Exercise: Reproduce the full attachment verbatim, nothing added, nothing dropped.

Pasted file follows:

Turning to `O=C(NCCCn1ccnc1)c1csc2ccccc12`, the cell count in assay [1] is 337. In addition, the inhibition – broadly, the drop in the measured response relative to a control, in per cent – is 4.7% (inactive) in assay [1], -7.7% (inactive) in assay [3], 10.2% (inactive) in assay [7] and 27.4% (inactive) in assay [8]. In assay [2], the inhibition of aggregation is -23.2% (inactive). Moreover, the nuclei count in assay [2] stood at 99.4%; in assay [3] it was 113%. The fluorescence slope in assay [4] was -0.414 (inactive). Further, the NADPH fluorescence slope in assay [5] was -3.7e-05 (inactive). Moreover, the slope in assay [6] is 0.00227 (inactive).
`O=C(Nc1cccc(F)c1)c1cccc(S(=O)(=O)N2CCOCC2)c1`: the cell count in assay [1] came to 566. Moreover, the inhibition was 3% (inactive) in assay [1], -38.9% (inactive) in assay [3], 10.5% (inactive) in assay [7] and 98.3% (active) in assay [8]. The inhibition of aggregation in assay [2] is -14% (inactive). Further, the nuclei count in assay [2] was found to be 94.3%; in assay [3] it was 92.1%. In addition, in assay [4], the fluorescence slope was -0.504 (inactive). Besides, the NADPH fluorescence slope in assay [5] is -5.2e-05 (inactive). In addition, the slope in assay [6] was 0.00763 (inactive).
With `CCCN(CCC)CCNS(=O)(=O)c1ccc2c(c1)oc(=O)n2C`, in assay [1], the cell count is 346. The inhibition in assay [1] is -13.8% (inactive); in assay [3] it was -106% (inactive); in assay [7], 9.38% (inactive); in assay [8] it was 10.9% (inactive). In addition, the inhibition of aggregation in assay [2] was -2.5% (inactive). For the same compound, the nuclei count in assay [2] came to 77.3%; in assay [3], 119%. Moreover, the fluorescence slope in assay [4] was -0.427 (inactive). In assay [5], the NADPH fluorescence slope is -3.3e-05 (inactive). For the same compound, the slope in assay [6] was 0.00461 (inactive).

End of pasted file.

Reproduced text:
Turning to `O=C(NCCCn1ccnc1)c1csc2ccccc12`, the cell count in assay [1] is 337. In addition, the inhibition – broadly, the drop in the measured response relative to a control, in per cent – is 4.7% (inactive) in assay [1], -7.7% (inactive) in assay [3], 10.2% (inactive) in assay [7] and 27.4% (inactive) in assay [8]. In assay [2], the inhibition of aggregation is -23.2% (inactive). Moreover, the nuclei count in assay [2] stood at 99.4%; in assay [3] it was 113%. The fluorescence slope in assay [4] was -0.414 (inactive). Further, the NADPH fluorescence slope in assay [5] was -3.7e-05 (inactive). Moreover, the slope in assay [6] is 0.00227 (inactive).
`O=C(Nc1cccc(F)c1)c1cccc(S(=O)(=O)N2CCOCC2)c1`: the cell count in assay [1] came to 566. Moreover, the inhibition was 3% (inactive) in assay [1], -38.9% (inactive) in assay [3], 10.5% (inactive) in assay [7] and 98.3% (active) in assay [8]. The inhibition of aggregation in assay [2] is -14% (inactive). Further, the nuclei count in assay [2] was found to be 94.3%; in assay [3] it was 92.1%. In addition, in assay [4], the fluorescence slope was -0.504 (inactive). Besides, the NADPH fluorescence slope in assay [5] is -5.2e-05 (inactive). In addition, the slope in assay [6] was 0.00763 (inactive).
With `CCCN(CCC)CCNS(=O)(=O)c1ccc2c(c1)oc(=O)n2C`, in assay [1], the cell count is 346. The inhibition in assay [1] is -13.8% (inactive); in assay [3] it was -106% (inactive); in assay [7], 9.38% (inactive); in assay [8] it was 10.9% (inactive). In addition, the inhibition of aggregation in assay [2] was -2.5% (inactive). For the same compound, the nuclei count in assay [2] came to 77.3%; in assay [3], 119%. Moreover, the fluorescence slope in assay [4] was -0.427 (inactive). In assay [5], the NADPH fluorescence slope is -3.3e-05 (inactive). For the same compound, the slope in assay [6] was 0.00461 (inactive).